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Hans Christian Andersen: countercomments

>  Date:     Mon, 9 Mar 1992 18:43:14 +1000
>  From: nsn@AU.OZ.MU.EE.MULLIAN
>  In-Reply-To: Your [Colin Fine's] message of "Fri, 06 Mar 92 19:10:07 GMT."
>               <13762.9203061910@mail.bradford.ac.uk>
>  My experimental cmavo, given
>  lenu xy. cu broda cu galfi y'y. zy.
>  produces
>  xy. xe'e galfi y'y zy lenu xy. broda
>  which once more matches the 1990 structure.

Can you use {xe'e} with na'e {galfi}, though?  How did you decide that
{lenu xy. broda} has to become the fourth argument of {xe'e galfi}?

>  In fact, I have never quite *liked* {tu'a}, and believe that it can often
>  be omitted with no ambiguity. <...>
>  That having been said, I already find a phrase of the type {mi troci le
>  vorme} instead of {mi troci tu'a le vorme}=={mi troci lenu karyri'a le
>  vorme} to be irritating. Mark has taken to {tu'a} even more than I. And
>  the distinction is not always illdefined nor pointless. It's a matter of
>  extent. And I welcome this as one further opportunity for stylistic
>  divergence. (I suspect Ivan will be on your side).

I think having {tu'a} is a good idea, but being forced to use it all
the time is not.  In particular, I believe that, if one of the places
of a certain predicate is defined so that whatever argument is there
must be prefixed by {tu'a} unless it is an abstraction (NU something),
then {tu'a} should be allowed to be elided as redundant.

But this is not the case in {ri selkecmlu ri'a tu'a lo carvi}.  The
rain is as much of an event as {NU ...}, and you can be wet {ri'a lo
carvi} (no {tu'a} there), but in the case of {selkecmlu} we have an
indirect causal link.  I think the same is true in the case of the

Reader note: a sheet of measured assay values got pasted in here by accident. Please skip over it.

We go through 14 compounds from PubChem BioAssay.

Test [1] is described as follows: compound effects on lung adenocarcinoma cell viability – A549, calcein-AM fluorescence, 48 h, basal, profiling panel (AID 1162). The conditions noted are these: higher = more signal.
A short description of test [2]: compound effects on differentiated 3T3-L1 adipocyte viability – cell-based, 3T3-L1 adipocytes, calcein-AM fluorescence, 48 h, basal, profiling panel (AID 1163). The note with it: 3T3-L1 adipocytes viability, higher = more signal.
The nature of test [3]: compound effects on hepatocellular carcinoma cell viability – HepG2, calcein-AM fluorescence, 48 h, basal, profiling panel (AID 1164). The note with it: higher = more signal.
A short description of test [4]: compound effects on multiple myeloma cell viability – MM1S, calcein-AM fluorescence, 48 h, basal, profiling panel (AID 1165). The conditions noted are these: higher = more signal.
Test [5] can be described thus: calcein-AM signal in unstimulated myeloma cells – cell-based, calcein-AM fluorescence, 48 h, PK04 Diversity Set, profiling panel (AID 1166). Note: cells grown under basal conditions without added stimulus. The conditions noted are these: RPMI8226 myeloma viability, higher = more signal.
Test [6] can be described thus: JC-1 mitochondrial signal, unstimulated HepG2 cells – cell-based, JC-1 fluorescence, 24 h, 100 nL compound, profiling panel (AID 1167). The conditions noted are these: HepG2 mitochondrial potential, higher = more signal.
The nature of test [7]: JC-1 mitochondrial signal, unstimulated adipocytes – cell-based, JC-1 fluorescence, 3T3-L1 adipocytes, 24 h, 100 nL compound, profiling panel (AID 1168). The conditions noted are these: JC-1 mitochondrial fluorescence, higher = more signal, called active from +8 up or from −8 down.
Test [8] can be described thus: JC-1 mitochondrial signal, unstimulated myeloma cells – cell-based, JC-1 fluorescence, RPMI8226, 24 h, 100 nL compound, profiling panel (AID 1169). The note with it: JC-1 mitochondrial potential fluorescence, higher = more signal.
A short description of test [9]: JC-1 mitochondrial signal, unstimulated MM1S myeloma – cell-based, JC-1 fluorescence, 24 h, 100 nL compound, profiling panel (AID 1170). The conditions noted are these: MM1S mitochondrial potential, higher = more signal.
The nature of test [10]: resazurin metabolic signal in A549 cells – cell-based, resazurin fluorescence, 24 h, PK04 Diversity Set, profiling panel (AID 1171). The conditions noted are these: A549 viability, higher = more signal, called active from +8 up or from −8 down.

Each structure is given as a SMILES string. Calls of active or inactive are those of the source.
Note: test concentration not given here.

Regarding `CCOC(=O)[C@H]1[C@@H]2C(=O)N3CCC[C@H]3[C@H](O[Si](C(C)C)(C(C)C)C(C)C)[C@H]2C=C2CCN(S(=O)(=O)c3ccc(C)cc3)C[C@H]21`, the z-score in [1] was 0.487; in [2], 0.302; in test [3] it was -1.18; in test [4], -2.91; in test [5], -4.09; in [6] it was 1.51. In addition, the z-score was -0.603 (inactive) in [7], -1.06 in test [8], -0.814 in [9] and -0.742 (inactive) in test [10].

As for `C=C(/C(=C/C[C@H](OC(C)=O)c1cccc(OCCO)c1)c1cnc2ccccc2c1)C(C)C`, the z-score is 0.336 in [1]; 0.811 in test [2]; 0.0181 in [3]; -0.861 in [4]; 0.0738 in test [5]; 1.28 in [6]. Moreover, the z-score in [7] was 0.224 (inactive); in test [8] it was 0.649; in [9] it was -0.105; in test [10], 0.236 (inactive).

eiderdowns, since you can have things that are not NUs and still are
direct conditions of sensing.

Note that {tu'a} doesn't solve too many problems.  What does {mi troci
tu'a le vorme} mean?  Tried to what the door?  Open it, close it,
break it, take it off its hinges?  The literal translation of {mi
troci le vorme} in Bulgarian means `I taste the door' or maybe `I test
the door' (try to use it, see whether it works properly).  In all
natural languages that I can think of, "want sthg" means `want to have
sthg' (whatever "have" may mean).  In Lojban {djica tu'a lo nolraixli}
may mean `want to strangle a m.n.m.', `want to see off a m.n.m.'...

>  >             > {ni'a} is "below"; {mo'ini'a} is "downwards".

Why's that, by the way?  The FAhA cmavo are described as "direction
modals", not "location modals".  And some of them are clearly dynamic
in meaning.

>  I remember your phrase "UI depend on the deontology of the speaker". Well,
>  I went for "kau refers to the knower of the sentence it is in". Thus
>  la djan. djuno ledu'u ri klama zo'ekau
>  means John knows where he's going, not that John's going somewhere, and I
>  know where. Right?

You mean to say that {kau} can only be used in a "knowing" sentence?
One with {djuno} as a predicate?  Come on, Nick.  This is totally absurd.